Prevalence of Cognitive Impairment and Its Association With Hearing Loss Among Adults Over 50 Years of Age: Results From a Population-Based Survey in Santiago, Chile

Dorothy Boggs, Sarah Polack, Tess Bright, Natalia Tamblay, Barbara Huidobro, Daniel Tapia-Mora, Katherine Anabalon, Carolina Delgado, Mariela C. Torrente
Jan. 24, 2023
Academic Research Publications


The purpose of this study was to estimate the prevalence of cognitive impairment and explore its association with hearing loss and other sociodemographic and clinical risk factors, using an objective measurement of hearing levels, in adults over 50 years of age.


A population-based survey was completed in Santiago, Chile between December 2019 and March 2020. Participants were screened for cognitive impairment using the Short Chilean Mini-Mental State Examination and hearing levels were assessed with tonal audiometry (hearTest). Data on demographic, socioeconomic, and clinical characteristics were collected.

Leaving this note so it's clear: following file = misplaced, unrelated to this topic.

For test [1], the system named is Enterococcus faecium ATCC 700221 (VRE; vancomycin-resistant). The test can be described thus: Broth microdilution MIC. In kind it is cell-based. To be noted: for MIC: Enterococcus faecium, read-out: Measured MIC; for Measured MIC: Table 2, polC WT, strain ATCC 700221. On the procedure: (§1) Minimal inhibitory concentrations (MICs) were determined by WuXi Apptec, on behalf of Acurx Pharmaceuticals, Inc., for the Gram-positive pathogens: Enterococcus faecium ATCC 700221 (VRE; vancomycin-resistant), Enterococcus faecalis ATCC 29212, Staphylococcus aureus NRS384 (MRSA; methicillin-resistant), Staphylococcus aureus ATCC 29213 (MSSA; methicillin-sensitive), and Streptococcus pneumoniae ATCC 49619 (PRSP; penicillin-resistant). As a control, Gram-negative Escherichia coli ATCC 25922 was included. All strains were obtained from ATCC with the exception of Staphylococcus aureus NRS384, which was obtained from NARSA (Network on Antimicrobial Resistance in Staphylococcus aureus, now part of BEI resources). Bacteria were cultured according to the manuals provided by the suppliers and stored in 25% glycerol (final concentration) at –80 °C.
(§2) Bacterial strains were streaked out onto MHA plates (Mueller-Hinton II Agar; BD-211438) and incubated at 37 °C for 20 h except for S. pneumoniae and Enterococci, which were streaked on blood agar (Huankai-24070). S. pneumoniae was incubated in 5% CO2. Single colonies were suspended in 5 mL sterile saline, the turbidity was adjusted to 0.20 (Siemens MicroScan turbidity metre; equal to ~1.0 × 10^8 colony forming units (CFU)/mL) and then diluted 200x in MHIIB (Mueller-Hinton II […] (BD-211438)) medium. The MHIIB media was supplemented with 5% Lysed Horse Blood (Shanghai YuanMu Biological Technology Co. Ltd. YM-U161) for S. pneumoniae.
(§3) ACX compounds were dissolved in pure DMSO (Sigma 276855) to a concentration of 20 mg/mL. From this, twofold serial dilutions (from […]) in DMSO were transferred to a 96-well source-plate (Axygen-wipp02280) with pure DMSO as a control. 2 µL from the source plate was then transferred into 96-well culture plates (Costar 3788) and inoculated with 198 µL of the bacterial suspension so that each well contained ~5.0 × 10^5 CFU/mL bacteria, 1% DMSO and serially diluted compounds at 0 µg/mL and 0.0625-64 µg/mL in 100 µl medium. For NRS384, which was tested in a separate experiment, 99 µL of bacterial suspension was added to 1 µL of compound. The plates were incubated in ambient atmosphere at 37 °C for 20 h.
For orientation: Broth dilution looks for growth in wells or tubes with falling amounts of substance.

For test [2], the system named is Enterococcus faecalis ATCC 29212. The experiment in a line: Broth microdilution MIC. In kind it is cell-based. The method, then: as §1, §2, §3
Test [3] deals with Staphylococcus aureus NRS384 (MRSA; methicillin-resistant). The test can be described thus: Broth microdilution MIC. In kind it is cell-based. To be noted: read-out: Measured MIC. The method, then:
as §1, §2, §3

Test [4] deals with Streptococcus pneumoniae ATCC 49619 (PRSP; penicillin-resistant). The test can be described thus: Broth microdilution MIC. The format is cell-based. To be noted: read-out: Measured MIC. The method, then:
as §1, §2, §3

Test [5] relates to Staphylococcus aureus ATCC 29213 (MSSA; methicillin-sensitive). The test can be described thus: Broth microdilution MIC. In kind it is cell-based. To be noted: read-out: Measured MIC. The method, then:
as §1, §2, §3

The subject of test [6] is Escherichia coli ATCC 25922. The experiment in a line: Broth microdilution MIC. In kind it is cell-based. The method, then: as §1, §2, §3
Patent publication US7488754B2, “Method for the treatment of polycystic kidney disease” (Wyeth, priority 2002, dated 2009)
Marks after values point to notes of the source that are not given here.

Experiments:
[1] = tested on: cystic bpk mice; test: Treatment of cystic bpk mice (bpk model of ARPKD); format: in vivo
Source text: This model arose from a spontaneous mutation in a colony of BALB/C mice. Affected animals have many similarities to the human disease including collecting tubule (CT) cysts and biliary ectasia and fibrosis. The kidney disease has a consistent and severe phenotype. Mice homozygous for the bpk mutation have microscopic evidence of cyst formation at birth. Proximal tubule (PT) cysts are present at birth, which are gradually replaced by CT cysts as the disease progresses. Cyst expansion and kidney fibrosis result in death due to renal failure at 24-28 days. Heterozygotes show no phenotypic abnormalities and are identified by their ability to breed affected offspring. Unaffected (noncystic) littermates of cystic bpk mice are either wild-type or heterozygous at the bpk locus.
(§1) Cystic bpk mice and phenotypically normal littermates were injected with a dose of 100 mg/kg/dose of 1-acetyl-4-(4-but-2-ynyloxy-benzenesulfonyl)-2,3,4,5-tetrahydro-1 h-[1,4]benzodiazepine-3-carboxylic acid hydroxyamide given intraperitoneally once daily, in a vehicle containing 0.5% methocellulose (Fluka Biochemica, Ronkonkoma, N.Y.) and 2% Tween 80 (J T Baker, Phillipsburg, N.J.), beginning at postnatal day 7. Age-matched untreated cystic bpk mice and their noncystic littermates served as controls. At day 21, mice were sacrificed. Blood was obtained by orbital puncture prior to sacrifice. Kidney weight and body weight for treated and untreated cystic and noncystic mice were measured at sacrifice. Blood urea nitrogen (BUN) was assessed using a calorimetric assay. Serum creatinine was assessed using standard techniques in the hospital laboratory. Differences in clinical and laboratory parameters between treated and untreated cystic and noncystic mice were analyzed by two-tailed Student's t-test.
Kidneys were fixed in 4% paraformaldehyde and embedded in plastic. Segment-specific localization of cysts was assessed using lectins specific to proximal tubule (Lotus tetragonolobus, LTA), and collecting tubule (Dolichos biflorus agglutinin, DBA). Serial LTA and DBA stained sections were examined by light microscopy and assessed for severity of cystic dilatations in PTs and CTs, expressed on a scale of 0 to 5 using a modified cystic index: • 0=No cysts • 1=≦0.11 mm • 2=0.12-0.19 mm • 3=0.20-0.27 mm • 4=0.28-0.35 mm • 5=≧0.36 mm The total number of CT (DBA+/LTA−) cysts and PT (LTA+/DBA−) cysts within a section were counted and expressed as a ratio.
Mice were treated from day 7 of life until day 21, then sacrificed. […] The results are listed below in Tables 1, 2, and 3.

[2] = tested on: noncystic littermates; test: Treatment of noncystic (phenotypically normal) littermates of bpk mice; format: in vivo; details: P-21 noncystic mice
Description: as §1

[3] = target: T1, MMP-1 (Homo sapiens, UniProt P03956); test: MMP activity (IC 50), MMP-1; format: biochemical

A total of 538 persons completed the assessment. The prevalence of cognitive impairment in the 50+ population was 9.3% (95% confidence interval [CI] [5.8, 14.7]). Cognitive impairment was significantly higher in individuals with any level of hearing loss (odds ratio [OR] = 2.19, 95% CI [1.00, 4.80], adjusted for age, sex, education, socioeconomic position [SEP], and head trauma). Subjects with hearing loss and who reported any use of hearing aids (16% of the sample) had a lower risk of cognitive impairment (OR of nonusers 3.64, 95% CI [1.00, 13.28], adjusted for age, sex, education, SEP, and head trauma).


Strategies for addressing cognitive impairment should further explore the integration of early diagnosis of hearing loss and the regular use of hearing aids.